Midland Boarding School’s COVID Advantage

Historic Santa Ynez Valley Outdoor School Is Great Fit for Today’s Teens

Midland's inherent focus on nature and outside learning really shines today.  | Credit: Daniel Dreifuss

While every school struggles with COVID restrictions, Midland’s 2,860-acre campus and nine decades of outdoor-minded, college preparatory education lends itself to an easier pivot than most. Students returned to the boarding school for grades 9-12 in late October.

“I’ve never seen a senior class that’s more vested in our collective good,” said Head of School Christopher Barnes, who’s been working round the clock for months to make their return to the Los Olivos campus possible. “The seniors are like, ‘Yeah, we’re going to make sure everybody wears their mask.’ Inside of these challenging moments are also these incredible opportunities for students to learn how to tolerate adversity, to find the grit and really evaluate what the needs are versus the wants, and really discover the very best version of themselves. That is profoundly exciting as an educator.”


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Clearly Midland’s experiential, place-based curriculum is more desirable than ever right now. With health guidelines in place, students will still be able to work on the farm and in the garden, ride horses, go hiking and camping, and all of the other special things they normally do.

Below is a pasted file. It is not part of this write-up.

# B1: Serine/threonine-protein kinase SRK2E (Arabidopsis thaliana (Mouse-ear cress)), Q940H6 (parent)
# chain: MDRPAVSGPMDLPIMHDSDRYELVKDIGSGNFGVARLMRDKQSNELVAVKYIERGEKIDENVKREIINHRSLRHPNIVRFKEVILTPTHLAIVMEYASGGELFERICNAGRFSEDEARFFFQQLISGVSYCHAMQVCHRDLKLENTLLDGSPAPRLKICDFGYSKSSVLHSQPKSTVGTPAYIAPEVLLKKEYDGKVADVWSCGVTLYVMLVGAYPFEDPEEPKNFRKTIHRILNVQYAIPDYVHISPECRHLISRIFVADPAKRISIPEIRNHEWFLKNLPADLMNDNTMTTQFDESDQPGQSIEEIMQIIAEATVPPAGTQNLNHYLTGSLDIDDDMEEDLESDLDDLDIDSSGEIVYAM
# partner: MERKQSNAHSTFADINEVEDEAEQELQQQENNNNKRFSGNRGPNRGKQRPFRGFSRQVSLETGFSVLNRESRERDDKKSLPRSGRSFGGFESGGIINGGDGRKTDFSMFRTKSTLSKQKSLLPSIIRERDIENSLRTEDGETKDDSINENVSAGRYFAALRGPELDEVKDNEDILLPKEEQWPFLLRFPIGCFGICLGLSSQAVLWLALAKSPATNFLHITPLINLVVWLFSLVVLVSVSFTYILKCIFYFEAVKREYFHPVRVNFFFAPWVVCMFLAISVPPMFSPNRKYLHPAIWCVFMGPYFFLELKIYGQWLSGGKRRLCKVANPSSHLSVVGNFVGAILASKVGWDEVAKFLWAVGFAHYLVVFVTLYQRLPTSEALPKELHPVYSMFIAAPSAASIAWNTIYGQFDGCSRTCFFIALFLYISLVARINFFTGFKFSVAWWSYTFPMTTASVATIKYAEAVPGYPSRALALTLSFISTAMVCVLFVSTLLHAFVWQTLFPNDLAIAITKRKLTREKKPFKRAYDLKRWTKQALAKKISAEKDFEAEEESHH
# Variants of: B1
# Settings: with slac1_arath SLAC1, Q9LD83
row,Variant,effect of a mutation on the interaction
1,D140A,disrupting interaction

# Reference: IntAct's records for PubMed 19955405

Enrollment is up at least 10 percent from last year. “The phone was ringing through the summer and we definitely had to tell some people no,” said Barnes. “As much as I would love to welcome even more kids, we’re sort of at capacity relative to the situation we find ourselves in now. It leaves us with a few spare cabins for isolation or quarantine if needed; we need to reserve some of that bandwidth for that.”

They’ve gone “very deep into the four Ws,” said Barnes. “Wear your mask, watch your distance, wash your hands, and, finally, we are in this together.”

He’s excited to be an educator at such a pivotal time. “We are living through some major inflection points in history, and at the same time we’re not just dealing with a global health pandemic,” said Barnes. “We’re dealing with Black Lives Matters and a profound shift in perspectives with regard to social justice issues — and we are and want to continue to be a participant in that. We are in the midst of a straight-up economic depression, and we’ve had to dole out lots more financial aid and double down in terms of supporting our families and make sure that we can honor our promise for them.” 

midland-school.org


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